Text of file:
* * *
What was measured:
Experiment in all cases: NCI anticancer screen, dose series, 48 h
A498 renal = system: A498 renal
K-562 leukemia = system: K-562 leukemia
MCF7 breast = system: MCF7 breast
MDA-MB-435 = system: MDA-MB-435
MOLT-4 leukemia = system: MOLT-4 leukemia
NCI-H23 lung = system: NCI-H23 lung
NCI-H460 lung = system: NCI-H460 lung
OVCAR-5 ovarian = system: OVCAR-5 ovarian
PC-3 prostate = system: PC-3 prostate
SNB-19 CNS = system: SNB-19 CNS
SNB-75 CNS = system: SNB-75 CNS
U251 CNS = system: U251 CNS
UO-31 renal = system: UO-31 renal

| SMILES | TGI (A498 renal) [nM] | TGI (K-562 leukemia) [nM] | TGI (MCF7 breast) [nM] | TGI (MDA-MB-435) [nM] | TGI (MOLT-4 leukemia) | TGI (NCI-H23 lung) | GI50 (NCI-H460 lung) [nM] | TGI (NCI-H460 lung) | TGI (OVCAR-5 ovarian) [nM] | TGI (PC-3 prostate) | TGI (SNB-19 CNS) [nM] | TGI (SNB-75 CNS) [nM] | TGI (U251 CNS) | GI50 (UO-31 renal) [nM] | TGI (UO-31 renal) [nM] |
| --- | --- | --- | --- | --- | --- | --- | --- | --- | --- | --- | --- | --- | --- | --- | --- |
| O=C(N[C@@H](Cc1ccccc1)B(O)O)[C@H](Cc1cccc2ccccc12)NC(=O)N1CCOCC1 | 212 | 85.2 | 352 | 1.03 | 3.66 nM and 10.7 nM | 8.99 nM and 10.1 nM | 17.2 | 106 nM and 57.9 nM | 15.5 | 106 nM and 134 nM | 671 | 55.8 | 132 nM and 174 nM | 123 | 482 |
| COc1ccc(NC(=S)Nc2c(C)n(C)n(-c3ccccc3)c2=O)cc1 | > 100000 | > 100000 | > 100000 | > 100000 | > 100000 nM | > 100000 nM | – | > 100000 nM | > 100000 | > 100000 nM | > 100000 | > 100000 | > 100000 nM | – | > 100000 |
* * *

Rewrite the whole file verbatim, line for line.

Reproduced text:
What was measured:
Experiment in all cases: NCI anticancer screen, dose series, 48 h
A498 renal = system: A498 renal
K-562 leukemia = system: K-562 leukemia
MCF7 breast = system: MCF7 breast
MDA-MB-435 = system: MDA-MB-435
MOLT-4 leukemia = system: MOLT-4 leukemia
NCI-H23 lung = system: NCI-H23 lung
NCI-H460 lung = system: NCI-H460 lung
OVCAR-5 ovarian = system: OVCAR-5 ovarian
PC-3 prostate = system: PC-3 prostate
SNB-19 CNS = system: SNB-19 CNS
SNB-75 CNS = system: SNB-75 CNS
U251 CNS = system: U251 CNS
UO-31 renal = system: UO-31 renal

| SMILES | TGI (A498 renal) [nM] | TGI (K-562 leukemia) [nM] | TGI (MCF7 breast) [nM] | TGI (MDA-MB-435) [nM] | TGI (MOLT-4 leukemia) | TGI (NCI-H23 lung) | GI50 (NCI-H460 lung) [nM] | TGI (NCI-H460 lung) | TGI (OVCAR-5 ovarian) [nM] | TGI (PC-3 prostate) | TGI (SNB-19 CNS) [nM] | TGI (SNB-75 CNS) [nM] | TGI (U251 CNS) | GI50 (UO-31 renal) [nM] | TGI (UO-31 renal) [nM] |
| --- | --- | --- | --- | --- | --- | --- | --- | --- | --- | --- | --- | --- | --- | --- | --- |
| O=C(N[C@@H](Cc1ccccc1)B(O)O)[C@H](Cc1cccc2ccccc12)NC(=O)N1CCOCC1 | 212 | 85.2 | 352 | 1.03 | 3.66 nM and 10.7 nM | 8.99 nM and 10.1 nM | 17.2 | 106 nM and 57.9 nM | 15.5 | 106 nM and 134 nM | 671 | 55.8 | 132 nM and 174 nM | 123 | 482 |
| COc1ccc(NC(=S)Nc2c(C)n(C)n(-c3ccccc3)c2=O)cc1 | > 100000 | > 100000 | > 100000 | > 100000 | > 100000 nM | > 100000 nM | – | > 100000 nM | > 100000 | > 100000 nM | > 100000 | > 100000 | > 100000 nM | – | > 100000 |